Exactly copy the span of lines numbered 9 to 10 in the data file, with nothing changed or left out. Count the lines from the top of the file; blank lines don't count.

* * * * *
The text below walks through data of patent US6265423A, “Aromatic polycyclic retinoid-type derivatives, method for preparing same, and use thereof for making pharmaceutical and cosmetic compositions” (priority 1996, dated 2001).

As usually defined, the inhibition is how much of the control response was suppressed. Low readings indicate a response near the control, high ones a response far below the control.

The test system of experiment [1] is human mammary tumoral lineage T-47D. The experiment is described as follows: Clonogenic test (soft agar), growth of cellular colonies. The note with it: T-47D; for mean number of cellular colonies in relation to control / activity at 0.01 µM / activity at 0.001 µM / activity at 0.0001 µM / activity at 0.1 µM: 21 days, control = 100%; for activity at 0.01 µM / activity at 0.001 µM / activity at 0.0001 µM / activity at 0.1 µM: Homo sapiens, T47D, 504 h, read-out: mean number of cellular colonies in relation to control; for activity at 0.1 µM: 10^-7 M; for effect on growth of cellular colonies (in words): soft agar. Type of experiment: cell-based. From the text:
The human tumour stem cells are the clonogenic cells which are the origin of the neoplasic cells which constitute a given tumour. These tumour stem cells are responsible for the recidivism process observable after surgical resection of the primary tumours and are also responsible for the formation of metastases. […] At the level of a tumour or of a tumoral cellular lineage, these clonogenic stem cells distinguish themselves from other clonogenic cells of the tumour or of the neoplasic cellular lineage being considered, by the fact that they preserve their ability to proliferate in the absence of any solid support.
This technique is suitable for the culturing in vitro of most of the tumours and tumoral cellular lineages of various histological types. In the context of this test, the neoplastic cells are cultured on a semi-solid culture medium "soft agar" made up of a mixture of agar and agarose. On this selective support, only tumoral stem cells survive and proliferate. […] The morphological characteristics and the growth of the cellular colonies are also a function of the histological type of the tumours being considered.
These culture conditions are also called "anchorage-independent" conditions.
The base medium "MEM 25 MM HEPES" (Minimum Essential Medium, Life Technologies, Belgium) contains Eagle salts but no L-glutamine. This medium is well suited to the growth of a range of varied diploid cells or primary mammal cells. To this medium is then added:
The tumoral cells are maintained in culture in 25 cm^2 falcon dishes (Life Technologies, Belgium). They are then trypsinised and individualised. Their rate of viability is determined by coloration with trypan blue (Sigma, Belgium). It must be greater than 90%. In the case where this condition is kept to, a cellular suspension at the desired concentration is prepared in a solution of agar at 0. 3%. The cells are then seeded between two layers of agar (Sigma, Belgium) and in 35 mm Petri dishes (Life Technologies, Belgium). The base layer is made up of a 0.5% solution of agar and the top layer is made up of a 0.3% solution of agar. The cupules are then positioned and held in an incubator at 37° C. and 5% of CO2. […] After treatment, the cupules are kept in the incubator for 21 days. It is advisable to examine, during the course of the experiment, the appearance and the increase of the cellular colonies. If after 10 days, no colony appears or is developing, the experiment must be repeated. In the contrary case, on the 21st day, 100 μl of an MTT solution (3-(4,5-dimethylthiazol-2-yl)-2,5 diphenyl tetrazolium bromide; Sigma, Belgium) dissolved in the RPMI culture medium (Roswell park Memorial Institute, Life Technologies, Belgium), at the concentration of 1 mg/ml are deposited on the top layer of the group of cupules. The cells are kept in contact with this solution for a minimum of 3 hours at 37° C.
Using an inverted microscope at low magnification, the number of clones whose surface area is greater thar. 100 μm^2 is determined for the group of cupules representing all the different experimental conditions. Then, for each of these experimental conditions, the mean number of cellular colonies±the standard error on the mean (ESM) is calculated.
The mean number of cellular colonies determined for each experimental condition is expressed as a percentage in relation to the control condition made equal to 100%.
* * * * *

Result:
Using an inverted microscope at low magnification, the number of clones whose surface area is greater thar. 100 μm^2 is determined for the group of cupules representing all the different experimental conditions. Then, for each of these experimental conditions, the mean number of cellular colonies±the standard error on the mean (ESM) is calculated.
The mean number of cellular colonies determined for each experimental condition is expressed as a percentage in relation to the control condition made equal to 100%.